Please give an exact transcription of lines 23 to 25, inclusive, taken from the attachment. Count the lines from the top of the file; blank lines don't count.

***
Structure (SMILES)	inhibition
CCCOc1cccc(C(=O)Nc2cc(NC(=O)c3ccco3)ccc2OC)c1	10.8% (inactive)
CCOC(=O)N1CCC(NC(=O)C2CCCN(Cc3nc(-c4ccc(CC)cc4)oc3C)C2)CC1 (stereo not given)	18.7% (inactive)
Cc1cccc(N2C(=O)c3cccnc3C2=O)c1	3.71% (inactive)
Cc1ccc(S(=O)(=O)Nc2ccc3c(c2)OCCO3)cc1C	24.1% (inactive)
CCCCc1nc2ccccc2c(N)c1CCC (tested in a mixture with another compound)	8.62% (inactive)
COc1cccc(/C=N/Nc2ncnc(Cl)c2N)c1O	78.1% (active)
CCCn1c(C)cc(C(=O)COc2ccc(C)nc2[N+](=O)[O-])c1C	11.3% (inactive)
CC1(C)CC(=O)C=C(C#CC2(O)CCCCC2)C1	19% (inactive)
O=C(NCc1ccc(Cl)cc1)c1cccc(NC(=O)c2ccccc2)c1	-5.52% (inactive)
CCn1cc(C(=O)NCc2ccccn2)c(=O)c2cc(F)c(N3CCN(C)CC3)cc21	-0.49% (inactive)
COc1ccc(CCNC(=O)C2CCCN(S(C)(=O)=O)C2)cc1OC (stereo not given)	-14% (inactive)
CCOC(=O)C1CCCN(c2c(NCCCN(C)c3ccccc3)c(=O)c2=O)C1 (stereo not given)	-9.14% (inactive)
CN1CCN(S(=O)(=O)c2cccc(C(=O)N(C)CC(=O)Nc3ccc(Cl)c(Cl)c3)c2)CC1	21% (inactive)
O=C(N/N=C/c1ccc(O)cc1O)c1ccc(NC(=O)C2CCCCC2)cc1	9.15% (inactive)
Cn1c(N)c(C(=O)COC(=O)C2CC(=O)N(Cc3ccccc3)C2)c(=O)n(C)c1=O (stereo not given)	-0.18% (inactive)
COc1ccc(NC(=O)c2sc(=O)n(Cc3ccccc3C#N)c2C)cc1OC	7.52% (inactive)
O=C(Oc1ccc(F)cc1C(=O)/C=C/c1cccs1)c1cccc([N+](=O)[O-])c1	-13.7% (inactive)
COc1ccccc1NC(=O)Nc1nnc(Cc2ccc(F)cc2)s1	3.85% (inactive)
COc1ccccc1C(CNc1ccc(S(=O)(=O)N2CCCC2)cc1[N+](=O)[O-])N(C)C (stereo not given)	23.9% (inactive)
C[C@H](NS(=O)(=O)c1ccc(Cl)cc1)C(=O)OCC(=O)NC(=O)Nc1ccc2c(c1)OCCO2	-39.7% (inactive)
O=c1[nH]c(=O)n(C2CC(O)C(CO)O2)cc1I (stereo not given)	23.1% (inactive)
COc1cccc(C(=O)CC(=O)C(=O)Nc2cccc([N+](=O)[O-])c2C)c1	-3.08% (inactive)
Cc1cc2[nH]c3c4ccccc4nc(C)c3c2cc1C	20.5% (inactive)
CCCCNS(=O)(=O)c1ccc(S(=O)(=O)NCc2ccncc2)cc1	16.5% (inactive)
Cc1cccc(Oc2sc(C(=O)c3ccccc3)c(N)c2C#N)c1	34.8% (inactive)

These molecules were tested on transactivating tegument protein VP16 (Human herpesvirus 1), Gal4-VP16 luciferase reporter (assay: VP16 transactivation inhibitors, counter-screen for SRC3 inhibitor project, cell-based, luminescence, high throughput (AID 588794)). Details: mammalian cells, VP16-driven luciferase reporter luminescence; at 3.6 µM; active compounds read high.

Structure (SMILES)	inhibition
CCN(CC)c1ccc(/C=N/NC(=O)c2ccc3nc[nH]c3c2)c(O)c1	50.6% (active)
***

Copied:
COc1cccc(C(=O)CC(=O)C(=O)Nc2cccc([N+](=O)[O-])c2C)c1	-3.08% (inactive)
Cc1cc2[nH]c3c4ccccc4nc(C)c3c2cc1C	20.5% (inactive)
CCCCNS(=O)(=O)c1ccc(S(=O)(=O)NCc2ccncc2)cc1	16.5% (inactive)